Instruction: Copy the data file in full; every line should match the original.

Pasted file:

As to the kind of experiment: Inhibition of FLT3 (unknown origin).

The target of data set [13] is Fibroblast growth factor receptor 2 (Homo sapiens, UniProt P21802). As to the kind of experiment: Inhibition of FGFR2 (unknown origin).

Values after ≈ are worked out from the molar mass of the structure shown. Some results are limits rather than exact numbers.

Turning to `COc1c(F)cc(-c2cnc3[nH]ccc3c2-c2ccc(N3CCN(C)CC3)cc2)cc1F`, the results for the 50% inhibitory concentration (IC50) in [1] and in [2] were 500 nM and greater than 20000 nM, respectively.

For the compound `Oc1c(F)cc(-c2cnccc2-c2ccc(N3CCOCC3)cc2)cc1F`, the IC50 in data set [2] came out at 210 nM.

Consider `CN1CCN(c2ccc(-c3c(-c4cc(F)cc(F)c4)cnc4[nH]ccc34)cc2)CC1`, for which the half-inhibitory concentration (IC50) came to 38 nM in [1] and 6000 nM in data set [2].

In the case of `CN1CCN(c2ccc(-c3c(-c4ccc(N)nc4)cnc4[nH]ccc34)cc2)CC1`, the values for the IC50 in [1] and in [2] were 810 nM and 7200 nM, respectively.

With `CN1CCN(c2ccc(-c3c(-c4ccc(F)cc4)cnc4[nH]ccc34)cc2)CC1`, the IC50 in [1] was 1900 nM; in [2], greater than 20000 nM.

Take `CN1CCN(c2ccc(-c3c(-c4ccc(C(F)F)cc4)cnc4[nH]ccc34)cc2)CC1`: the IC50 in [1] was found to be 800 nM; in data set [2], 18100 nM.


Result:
As to the kind of experiment: Inhibition of FLT3 (unknown origin).

The target of data set [13] is Fibroblast growth factor receptor 2 (Homo sapiens, UniProt P21802). As to the kind of experiment: Inhibition of FGFR2 (unknown origin).

Values after ≈ are worked out from the molar mass of the structure shown. Some results are limits rather than exact numbers.

Turning to `COc1c(F)cc(-c2cnc3[nH]ccc3c2-c2ccc(N3CCN(C)CC3)cc2)cc1F`, the results for the 50% inhibitory concentration (IC50) in [1] and in [2] were 500 nM and greater than 20000 nM, respectively.

For the compound `Oc1c(F)cc(-c2cnccc2-c2ccc(N3CCOCC3)cc2)cc1F`, the IC50 in data set [2] came out at 210 nM.

Consider `CN1CCN(c2ccc(-c3c(-c4cc(F)cc(F)c4)cnc4[nH]ccc34)cc2)CC1`, for which the half-inhibitory concentration (IC50) came to 38 nM in [1] and 6000 nM in data set [2].

In the case of `CN1CCN(c2ccc(-c3c(-c4ccc(N)nc4)cnc4[nH]ccc34)cc2)CC1`, the values for the IC50 in [1] and in [2] were 810 nM and 7200 nM, respectively.

With `CN1CCN(c2ccc(-c3c(-c4ccc(F)cc4)cnc4[nH]ccc34)cc2)CC1`, the IC50 in [1] was 1900 nM; in [2], greater than 20000 nM.

Take `CN1CCN(c2ccc(-c3c(-c4ccc(C(F)F)cc4)cnc4[nH]ccc34)cc2)CC1`: the IC50 in [1] was found to be 800 nM; in data set [2], 18100 nM.